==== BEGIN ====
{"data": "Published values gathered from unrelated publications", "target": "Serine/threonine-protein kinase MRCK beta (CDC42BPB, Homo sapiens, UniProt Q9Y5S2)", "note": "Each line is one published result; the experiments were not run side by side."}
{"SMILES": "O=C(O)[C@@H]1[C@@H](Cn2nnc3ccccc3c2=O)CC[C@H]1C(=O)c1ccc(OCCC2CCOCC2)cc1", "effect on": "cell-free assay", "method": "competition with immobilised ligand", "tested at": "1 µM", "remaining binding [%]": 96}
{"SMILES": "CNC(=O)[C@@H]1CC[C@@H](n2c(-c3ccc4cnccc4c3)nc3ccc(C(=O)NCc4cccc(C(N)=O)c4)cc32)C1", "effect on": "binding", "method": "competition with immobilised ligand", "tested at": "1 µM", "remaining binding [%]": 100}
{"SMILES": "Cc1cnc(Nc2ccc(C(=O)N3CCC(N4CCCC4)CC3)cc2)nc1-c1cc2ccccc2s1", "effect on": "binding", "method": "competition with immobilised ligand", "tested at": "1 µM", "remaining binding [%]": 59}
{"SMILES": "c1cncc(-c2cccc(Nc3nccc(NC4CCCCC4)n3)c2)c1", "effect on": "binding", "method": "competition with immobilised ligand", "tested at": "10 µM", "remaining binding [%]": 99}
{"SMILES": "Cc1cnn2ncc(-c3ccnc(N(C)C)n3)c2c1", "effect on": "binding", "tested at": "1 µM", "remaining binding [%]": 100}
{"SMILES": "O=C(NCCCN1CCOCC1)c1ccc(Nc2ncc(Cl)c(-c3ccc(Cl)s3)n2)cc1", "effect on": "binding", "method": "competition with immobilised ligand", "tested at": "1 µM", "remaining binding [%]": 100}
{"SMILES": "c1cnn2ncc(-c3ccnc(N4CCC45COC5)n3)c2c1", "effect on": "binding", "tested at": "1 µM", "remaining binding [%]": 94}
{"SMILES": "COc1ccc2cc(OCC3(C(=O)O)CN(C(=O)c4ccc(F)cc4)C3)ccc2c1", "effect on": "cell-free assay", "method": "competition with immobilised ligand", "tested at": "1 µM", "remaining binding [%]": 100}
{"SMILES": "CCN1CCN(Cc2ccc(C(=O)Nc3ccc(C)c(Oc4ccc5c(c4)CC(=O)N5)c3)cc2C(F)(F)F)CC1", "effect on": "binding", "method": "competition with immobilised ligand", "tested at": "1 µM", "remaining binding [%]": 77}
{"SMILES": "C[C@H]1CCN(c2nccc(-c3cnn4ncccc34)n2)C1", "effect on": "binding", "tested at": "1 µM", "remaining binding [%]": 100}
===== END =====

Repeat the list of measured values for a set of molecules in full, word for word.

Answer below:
{"data": "Published values gathered from unrelated publications", "target": "Serine/threonine-protein kinase MRCK beta (CDC42BPB, Homo sapiens, UniProt Q9Y5S2)", "note": "Each line is one published result; the experiments were not run side by side."}
{"SMILES": "O=C(O)[C@@H]1[C@@H](Cn2nnc3ccccc3c2=O)CC[C@H]1C(=O)c1ccc(OCCC2CCOCC2)cc1", "effect on": "cell-free assay", "method": "competition with immobilised ligand", "tested at": "1 µM", "remaining binding [%]": 96}
{"SMILES": "CNC(=O)[C@@H]1CC[C@@H](n2c(-c3ccc4cnccc4c3)nc3ccc(C(=O)NCc4cccc(C(N)=O)c4)cc32)C1", "effect on": "binding", "method": "competition with immobilised ligand", "tested at": "1 µM", "remaining binding [%]": 100}
{"SMILES": "Cc1cnc(Nc2ccc(C(=O)N3CCC(N4CCCC4)CC3)cc2)nc1-c1cc2ccccc2s1", "effect on": "binding", "method": "competition with immobilised ligand", "tested at": "1 µM", "remaining binding [%]": 59}
{"SMILES": "c1cncc(-c2cccc(Nc3nccc(NC4CCCCC4)n3)c2)c1", "effect on": "binding", "method": "competition with immobilised ligand", "tested at": "10 µM", "remaining binding [%]": 99}
{"SMILES": "Cc1cnn2ncc(-c3ccnc(N(C)C)n3)c2c1", "effect on": "binding", "tested at": "1 µM", "remaining binding [%]": 100}
{"SMILES": "O=C(NCCCN1CCOCC1)c1ccc(Nc2ncc(Cl)c(-c3ccc(Cl)s3)n2)cc1", "effect on": "binding", "method": "competition with immobilised ligand", "tested at": "1 µM", "remaining binding [%]": 100}
{"SMILES": "c1cnn2ncc(-c3ccnc(N4CCC45COC5)n3)c2c1", "effect on": "binding", "tested at": "1 µM", "remaining binding [%]": 94}
{"SMILES": "COc1ccc2cc(OCC3(C(=O)O)CN(C(=O)c4ccc(F)cc4)C3)ccc2c1", "effect on": "cell-free assay", "method": "competition with immobilised ligand", "tested at": "1 µM", "remaining binding [%]": 100}
{"SMILES": "CCN1CCN(Cc2ccc(C(=O)Nc3ccc(C)c(Oc4ccc5c(c4)CC(=O)N5)c3)cc2C(F)(F)F)CC1", "effect on": "binding", "method": "competition with immobilised ligand", "tested at": "1 µM", "remaining binding [%]": 77}
{"SMILES": "C[C@H]1CCN(c2nccc(-c3cnn4ncccc34)n2)C1", "effect on": "binding", "tested at": "1 µM", "remaining binding [%]": 100}